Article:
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Medical What should I do - Medical school, Masters, or 2nd BS?

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Goro

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Hello everyone, I am hoping I can gather some advice and suggestions from you all. I graduated University in 2012 with a Bachelors of Science in Biology (minor forensic science). My dream job is a forensic pathologist (medical examiner). I know it's going to take some time to get there, but I'm up for the challenge. I graduated with about a 2.9GPA, which I know isn't great, and not to get into medical school right away certainly. Also, I know it's been 8 years since I was in school, my career path took a different direction, I started a family, and now I want to get back on track. I'm very unhappy with my career at the moment, and I want to do what I love.
I'm looking at various options, forensics, in general, is a huge interest of mine, so I'm looking at master's programs within the forensics field. I've looked into Medical School, Saint James School of Medicine in particular, because they seemed like the most doable option. I've also entertained the idea of going for a 2nd BS to get a better GPA to be able to attend a medical school in the US. I want to know your suggestions. Which route I should take, or if there are others that would suite me best.
Anything at all will help!

Thanks!
Don't even think of going to the Carib! That sound you hear off in the distance is SGU smacking their lips at the thought of yet another desperate mark to be preyed upon.

Read this:
 

MusicDOc124

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That's what seems to be the consensus, stay away from the Carib!
Goro - reading your advice on that link, I think a post-bacc or SMP is the way to go. I'm so out of date with my studies - I took a practice MCAT and failed to remember most things! I need to get back in the game. I'm hoping going one of those routes will bring my GPA up and show I have the determination to go through with this!
1) Don't go carib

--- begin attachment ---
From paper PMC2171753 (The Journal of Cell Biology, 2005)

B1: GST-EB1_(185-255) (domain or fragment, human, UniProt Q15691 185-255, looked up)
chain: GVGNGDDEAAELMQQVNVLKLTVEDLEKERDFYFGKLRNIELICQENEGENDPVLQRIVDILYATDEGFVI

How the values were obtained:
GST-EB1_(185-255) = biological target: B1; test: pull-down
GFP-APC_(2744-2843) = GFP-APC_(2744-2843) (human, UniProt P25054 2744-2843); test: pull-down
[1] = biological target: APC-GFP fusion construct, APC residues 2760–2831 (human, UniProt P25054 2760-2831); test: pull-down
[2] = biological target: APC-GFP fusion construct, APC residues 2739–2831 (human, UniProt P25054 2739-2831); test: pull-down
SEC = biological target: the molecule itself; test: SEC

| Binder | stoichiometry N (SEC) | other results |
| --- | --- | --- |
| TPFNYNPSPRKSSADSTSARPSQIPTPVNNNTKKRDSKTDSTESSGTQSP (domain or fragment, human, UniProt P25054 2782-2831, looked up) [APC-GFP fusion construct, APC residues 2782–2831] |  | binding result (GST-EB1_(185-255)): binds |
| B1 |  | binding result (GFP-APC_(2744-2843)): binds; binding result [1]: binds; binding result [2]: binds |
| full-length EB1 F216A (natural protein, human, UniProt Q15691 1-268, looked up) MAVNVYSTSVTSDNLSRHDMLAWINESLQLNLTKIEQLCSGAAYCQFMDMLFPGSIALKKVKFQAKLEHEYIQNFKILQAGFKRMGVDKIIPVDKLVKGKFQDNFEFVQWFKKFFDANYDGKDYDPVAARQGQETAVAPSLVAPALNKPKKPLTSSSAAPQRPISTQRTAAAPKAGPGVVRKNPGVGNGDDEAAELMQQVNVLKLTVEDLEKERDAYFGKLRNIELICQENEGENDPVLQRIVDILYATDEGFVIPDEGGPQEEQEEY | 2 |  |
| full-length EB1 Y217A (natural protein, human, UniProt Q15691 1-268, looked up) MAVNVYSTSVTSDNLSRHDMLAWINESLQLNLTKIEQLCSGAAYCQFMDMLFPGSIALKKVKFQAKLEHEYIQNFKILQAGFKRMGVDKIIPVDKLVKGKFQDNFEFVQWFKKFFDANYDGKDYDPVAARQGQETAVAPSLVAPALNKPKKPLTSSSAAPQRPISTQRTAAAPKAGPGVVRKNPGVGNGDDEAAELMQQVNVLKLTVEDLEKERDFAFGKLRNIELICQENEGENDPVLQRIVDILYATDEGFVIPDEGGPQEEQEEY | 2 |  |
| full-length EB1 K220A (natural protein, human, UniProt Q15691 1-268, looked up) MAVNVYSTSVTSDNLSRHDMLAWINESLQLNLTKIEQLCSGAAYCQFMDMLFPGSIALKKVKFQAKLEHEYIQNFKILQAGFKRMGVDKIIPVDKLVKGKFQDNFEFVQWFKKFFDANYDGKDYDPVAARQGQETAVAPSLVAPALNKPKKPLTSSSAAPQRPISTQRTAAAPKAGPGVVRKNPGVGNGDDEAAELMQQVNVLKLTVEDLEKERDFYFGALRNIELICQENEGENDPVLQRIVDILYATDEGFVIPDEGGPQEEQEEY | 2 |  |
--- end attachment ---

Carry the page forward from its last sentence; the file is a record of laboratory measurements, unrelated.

2) Don't do a 2nd BS as you have so many credits from the first (assuming avg 120 credits), meaning that a whole other 120 credit degree at 4.0 will still average you to only a 3.45, give or take, which is still a little on the lower side. This will be a waste of time and money and come with no guarantee.

3) You need an SMP, preferably with linkage.
 

TheBoneDoctah

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Yeah, do an SMP at a program that has a medical school. You will take courses alongside medical students and basically need to ace your courses to prove you can crack it in medical school. Even with the SMP you need to crush the MCAT and get your ECs up to par.
 

tantacles

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I agree with the advice above. If you want to go to medical school, you essentially have two options from my perspective:

1. Study hard for the MCAT and do well, then do a special masters program, absolutely smash it, and hope the linkage pays off.

2. Do a post-baccalaureate program (or a self-made one) to re-do your science pre-requisites and prove you can handle the rigor of medical school. If you get all A's or close to it, you may greatly improve your chances. If you apply to DO and MD schools in this case, you'll be in a much better spot.

I would also recommend avoiding the Caribbean schools. They make it very difficult to get a residency spot, and just getting through is quite difficult because of the poor support offered. The attrition rate is exceedingly high from these schools.
 

TheBoneDoctah

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I agree with the advice above. If you want to go to medical school, you essentially have two options from my perspective:

1. Study hard for the MCAT and do well, then do a special masters program, absolutely smash it, and hope the linkage pays off.

2. Do a post-baccalaureate program (or a self-made one) to re-do your science pre-requisites and prove you can handle the rigor of medical school. If you get all A's or close to it, you may greatly improve your chances. If you apply to DO and MD schools in this case, you'll be in a much better spot.

I would also recommend avoiding the Caribbean schools. They make it very difficult to get a residency spot, and just getting through is quite difficult because of the poor support offered. The attrition rate is exceedingly high from these schools.

Adding to this, with the new P/F grading system of the USMLE (board exams), there is no way for you to "prove yourself" coming from the Caribbean. Right now, students can score super high (250+, ~85%tile) and get a residency spot because they prove themselves with the score. However, USMLE is going to P/F, so there is no way to do this now outside of letters of rec, auditions, and research (all of which are hard to get at Caribbean schools).
 
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